The Rev. Kyev Tatum’s community felt cut off from access to healthcare during the pandemic. So when the opportunity finally came to bring big healthcare organizations to Morningside, Tatum was ecstatic.

“We went through this entire pandemic, with none to very few of these organizations coming into this community,” Tatum said. “When we reach out to them, they know they can come and be of help here because we’re welcoming them here.”

The 2022 African American Health Expo arrived in Morningside on April 30, opening doors for residents to connect with health organizations.

“Now, they know where we are,” Tatum said. “There are no doctors, no pharmacists, no clinics, no grocery stores. Access is the No. 1 challenge. For a day, we see how it feels to have access.”

Over 75 vendors signed up for the event, and the day ended with performances by Next Level Cheer & Dance, a Tarrant County-based cheerleading team.

Visiting organizations included the University of North Texas Health Science Center’s Healthy Start, Moncrief Cancer Institute, Tarrant County Public Health’s Health Equity and Community Engagement Division, Tarrant County’s Chronic Disease Prevention department, The Women’s Center and the North Central Texas Chapter of the Alzheimer’s Association.

Alzheimer’s is “one of the biggest challenges we are faced with coming out of the pandemic,” Tatum said. 

Tatum’s New Mount Rose Baptist Church members are mostly over 70 years old. They lack access to mental disease information, he said.

“My brother died before 65. All of my brothers and sisters and mom died before 65. So, this is real for us,” Tatum, 56, said.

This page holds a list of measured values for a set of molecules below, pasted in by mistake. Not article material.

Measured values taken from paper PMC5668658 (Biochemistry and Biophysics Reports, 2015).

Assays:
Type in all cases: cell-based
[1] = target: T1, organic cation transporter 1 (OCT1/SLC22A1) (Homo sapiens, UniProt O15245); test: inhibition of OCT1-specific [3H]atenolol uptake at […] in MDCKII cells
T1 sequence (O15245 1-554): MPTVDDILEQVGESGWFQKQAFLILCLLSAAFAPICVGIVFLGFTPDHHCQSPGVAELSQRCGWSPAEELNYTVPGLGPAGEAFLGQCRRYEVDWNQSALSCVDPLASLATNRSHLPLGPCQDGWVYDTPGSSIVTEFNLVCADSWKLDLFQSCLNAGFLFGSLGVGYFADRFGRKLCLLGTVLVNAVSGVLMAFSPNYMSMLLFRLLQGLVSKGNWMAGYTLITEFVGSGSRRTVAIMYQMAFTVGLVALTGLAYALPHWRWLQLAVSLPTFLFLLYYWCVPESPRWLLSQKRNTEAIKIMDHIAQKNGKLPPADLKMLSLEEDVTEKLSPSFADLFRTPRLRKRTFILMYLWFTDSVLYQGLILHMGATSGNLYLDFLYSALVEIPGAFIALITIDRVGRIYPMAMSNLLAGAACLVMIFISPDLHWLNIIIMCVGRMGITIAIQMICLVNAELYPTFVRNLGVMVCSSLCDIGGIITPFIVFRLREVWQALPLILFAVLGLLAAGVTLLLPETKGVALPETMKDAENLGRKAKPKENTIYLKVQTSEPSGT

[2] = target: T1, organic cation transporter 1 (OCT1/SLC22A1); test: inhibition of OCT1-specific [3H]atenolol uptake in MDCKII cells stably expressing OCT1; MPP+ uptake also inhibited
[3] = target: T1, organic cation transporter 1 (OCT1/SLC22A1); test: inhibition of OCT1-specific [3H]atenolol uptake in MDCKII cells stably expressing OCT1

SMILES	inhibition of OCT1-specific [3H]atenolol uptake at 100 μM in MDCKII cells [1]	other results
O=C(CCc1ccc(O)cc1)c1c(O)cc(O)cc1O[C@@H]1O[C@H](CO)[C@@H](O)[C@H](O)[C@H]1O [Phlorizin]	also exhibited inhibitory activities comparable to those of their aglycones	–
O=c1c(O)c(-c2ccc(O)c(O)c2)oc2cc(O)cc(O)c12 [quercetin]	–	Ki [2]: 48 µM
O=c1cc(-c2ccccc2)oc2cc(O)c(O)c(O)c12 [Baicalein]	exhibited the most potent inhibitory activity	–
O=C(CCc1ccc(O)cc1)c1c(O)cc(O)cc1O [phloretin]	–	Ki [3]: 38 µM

When people with the facts and financial support get with the people on the ground, change can happen, he said.

Brielle Morgan, the diversity program director at the Alzheimer’s Association, is in charge of narrowing the disparities in the Black community. She is a part of the care and support team that helps caregivers deal with family members who have Alzheimer’s.

Nearly 20% of residents in the 76104 ZIP code are older than 60. The ZIP code is majority women, 54%, and over 30% Black.

“Almost two-thirds of Americans with Alzheimer’s are women,” according to the Alzheimer’s Association. “Older Black Americans are about twice as likely to have Alzheimer’s or other dementias as older Whites.”

“In our community, there’s a higher rate and there’s less people participating in clinical trials and research. There’s less outreach,” Morgan said. “It’s mostly happening in the churches.”

The 2022 African American Health Expo was a step forward in making residents comfortable to reach out to resources, Tatum said. He hopes the expo returns to Morningside annually.

“Probably once a quarter, we need to have something over here, to kind of spike this community back up,” Tatum said.

Cristian ArguetaSoto is the community engagement journalist at the Fort Worth Report. Contact him by email or via Twitter. At the Fort Worth Report, news decisions are made independently of our board members and financial supporters. Read more about our editorial independence policy here.

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Cristian ArguetaSoto

Cristian ArguetaSoto is the community engagement journalist at the Fort Worth Report. He can be reached at cristian.arguetasoto@fortworthreport.org or (817) 317-6991.